Apple has launched a new ‘Privacy-Label’ support webpage for all of its apps. The new page is designed to bring transparency by showing how users’ data is used by the company’s native apps across devices.
The new addition is made ahead of the anticipated iOS 14.5 ATT privacy update. The upcoming App Tracking Transparency update will forever change how developers track users’ activity across third-party apps and websites on iOS. By making it mandatory for developers to seek permission to monitor users’ online activity, Apple is giving users control over their data.
Privacy is a fundamental human right. At Apple, it’s also one of our core values. Your devices are important to so many parts of your life. What you share from those experiences, and who you share it with, should be up to you. We design Apple products to protect your privacy and give you control over your information. It’s not always easy. But that’s the kind of innovation we believe in.
A ‘Privacy-Label’ support page for all app developed by Apple
Our privacy labels are designed to help you understand how apps handle your data, including apps we develop at Apple. This page brings privacy labels for our iOS, iPadOS, macOS, watchOS, and tvOS apps together in one place.
The common allegation by aggrieved developers, over the tracking changes on iOS, is that the iPhone maker will not implement the ATT feature on its own apps and that would put their apps at a disadvantage.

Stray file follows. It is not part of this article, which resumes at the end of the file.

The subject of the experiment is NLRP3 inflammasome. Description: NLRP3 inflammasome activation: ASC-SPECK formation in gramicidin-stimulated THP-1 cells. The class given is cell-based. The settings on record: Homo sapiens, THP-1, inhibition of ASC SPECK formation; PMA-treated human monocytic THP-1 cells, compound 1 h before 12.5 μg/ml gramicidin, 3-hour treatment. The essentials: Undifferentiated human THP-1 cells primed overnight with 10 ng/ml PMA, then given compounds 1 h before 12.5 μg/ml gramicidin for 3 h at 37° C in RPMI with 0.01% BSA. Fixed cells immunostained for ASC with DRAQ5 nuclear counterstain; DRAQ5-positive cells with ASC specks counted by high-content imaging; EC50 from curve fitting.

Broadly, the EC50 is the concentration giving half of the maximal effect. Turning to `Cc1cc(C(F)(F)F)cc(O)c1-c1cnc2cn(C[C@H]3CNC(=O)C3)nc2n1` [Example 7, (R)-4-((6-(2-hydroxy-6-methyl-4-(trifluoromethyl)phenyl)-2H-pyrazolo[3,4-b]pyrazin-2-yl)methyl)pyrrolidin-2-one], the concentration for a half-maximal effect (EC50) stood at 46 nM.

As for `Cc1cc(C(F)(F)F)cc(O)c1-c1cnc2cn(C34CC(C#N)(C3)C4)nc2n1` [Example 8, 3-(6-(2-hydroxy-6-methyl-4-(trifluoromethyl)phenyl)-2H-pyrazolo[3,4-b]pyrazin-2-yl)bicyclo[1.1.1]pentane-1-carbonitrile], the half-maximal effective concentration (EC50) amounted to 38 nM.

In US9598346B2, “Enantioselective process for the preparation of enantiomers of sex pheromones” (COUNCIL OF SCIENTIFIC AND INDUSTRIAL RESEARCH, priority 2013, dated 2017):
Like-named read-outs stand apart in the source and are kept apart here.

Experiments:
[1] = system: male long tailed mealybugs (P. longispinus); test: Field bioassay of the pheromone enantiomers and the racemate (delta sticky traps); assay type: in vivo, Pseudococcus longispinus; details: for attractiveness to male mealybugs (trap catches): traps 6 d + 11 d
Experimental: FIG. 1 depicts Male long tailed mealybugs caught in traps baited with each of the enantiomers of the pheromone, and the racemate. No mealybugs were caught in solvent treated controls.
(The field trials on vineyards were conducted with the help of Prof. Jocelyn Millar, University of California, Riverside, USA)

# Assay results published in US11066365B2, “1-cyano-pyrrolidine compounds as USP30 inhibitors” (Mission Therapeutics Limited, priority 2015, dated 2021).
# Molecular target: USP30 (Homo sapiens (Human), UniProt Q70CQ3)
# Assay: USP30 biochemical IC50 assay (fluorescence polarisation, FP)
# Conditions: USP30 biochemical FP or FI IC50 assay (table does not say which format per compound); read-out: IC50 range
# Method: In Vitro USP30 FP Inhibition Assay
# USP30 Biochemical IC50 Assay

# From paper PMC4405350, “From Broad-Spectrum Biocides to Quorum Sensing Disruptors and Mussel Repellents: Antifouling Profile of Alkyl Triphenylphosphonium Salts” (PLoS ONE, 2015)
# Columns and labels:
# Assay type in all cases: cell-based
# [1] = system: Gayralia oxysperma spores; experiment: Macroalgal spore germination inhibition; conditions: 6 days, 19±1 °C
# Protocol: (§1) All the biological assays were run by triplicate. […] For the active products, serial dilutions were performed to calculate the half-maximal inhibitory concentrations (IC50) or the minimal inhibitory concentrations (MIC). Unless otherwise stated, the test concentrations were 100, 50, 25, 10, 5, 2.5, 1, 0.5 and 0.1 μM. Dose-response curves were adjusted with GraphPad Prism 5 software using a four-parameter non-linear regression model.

Recently, France Digitale, a lobby group representing startups and venture firms, has filed an antitrust complaint against the iPhone maker at the EU over iOS 14 privacy updates. The filing levies the allegation that new privacy measures “do not extend to Apple’s own software and services” that the advertisements of App Store, Apple News, and Stocks app ads are shown to users without their consent and do not ask users for permission to start tracking them for advertising purposes.
In response, the Cupertino tech giant categorically denied the allegations and stated that,
“The allegations in the complaint are patently false and will be seen for what they are, a poor attempt by those who track users to distract from their own actions and mislead regulators and policymakers. Transparency and control for the user are fundamental pillars of our privacy philosophy, which is why we’ve made App Tracking Transparency equally applicable to all developers including Apple. Privacy is built into the ads we sell on our platform with no tracking.”